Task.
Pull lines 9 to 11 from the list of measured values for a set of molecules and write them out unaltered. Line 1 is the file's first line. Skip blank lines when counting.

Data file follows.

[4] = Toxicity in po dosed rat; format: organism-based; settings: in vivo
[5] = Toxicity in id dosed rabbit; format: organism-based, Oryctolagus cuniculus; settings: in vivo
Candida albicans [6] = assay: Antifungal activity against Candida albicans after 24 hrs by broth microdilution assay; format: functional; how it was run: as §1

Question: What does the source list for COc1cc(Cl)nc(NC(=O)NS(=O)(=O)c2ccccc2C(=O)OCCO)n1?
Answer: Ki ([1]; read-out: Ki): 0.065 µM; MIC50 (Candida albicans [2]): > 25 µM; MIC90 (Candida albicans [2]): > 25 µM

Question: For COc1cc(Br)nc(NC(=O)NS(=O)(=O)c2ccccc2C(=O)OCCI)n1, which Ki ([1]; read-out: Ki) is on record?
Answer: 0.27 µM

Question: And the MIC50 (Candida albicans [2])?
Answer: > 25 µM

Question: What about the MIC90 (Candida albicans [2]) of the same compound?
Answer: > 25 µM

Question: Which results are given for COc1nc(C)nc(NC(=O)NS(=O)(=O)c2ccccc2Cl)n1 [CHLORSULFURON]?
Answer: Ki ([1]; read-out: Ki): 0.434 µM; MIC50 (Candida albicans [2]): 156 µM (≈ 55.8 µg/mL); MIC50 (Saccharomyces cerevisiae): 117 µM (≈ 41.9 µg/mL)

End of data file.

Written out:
Answer: > 25 µM

Question: What about the MIC90 (Candida albicans [2]) of the same compound?
Answer: > 25 µM